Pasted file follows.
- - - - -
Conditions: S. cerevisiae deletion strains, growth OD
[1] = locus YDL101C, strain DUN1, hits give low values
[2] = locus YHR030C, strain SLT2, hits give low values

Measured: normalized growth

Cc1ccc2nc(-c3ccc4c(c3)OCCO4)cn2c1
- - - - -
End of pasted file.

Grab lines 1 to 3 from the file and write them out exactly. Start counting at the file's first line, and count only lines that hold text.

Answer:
Conditions: S. cerevisiae deletion strains, growth OD
[1] = locus YDL101C, strain DUN1, hits give low values
[2] = locus YHR030C, strain SLT2, hits give low values